Normally, it is the estate trustee who has the authority to deal with the disposition of the deceased’s remains. A deceased’s stated wishes with respect to disposition, including donation, are seen as merely precatory.
However, Ontario’s Trillium Gift of Life Network Actvaries this usual authority, in a number of respects.
Firstly, a deceased’s consent to organ donation is “binding and is full authority for the use of the body…”.
Secondly, where the deceased has not specifically consented to a donation, the Act allows specified persons to consent to the donation of the person’s own body or body parts upon death. A spouse or other family members, in a specific order, are authorized to consent to such a donation if the deceased has not consented during his or her lifetime. One of the persons authorized to consent to the donation is “the person lawfully in possession of the body”. This appears to be a reference to the estate trustee. However, the estate trustee’s authority to consent is low on the list, after the spouse, children, parents, siblings and other next of kin.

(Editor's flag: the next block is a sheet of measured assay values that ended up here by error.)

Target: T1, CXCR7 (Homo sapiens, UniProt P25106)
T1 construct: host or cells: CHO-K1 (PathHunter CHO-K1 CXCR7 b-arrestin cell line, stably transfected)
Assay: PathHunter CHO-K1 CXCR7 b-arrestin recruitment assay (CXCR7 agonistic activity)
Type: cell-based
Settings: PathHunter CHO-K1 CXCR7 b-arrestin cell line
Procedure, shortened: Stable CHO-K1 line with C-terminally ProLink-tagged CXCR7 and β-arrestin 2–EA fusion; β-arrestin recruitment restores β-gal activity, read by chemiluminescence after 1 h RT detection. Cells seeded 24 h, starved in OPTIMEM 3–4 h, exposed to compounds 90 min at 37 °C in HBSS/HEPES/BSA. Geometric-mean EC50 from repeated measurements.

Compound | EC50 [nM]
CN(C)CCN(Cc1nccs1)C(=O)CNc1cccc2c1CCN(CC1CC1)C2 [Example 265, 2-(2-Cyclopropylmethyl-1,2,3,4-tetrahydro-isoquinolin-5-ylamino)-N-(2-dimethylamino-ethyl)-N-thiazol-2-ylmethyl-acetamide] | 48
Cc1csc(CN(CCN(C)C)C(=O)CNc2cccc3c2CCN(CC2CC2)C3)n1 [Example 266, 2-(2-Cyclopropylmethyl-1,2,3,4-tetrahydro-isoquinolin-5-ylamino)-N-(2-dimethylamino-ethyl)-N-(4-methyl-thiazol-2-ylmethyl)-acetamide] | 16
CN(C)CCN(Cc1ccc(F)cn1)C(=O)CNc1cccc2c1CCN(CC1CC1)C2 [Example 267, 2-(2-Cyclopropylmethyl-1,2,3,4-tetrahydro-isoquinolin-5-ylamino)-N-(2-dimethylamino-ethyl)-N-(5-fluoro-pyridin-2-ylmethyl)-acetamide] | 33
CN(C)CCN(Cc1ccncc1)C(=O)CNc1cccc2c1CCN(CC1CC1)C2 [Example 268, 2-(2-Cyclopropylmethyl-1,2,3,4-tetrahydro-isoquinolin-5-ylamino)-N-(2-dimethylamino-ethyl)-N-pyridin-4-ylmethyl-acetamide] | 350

The consent of a spouse or other person listed in the legislation is “binding and full authority” for the use of the body. The legislation therefore appears to make a limited exception to the common law authority of the estate trustee.
Consent is not to be given if it is believed that the deceased would have objected during his or her lifetime, or if the deceased did not consent, if someone higher on the hierarchical list would object.
Have a great weekend.
In this episode of Hull on Estates, Megan Connolly and Rick Bickhram discuss some interesting legal issues that surround assisted reproductive technology and succession law.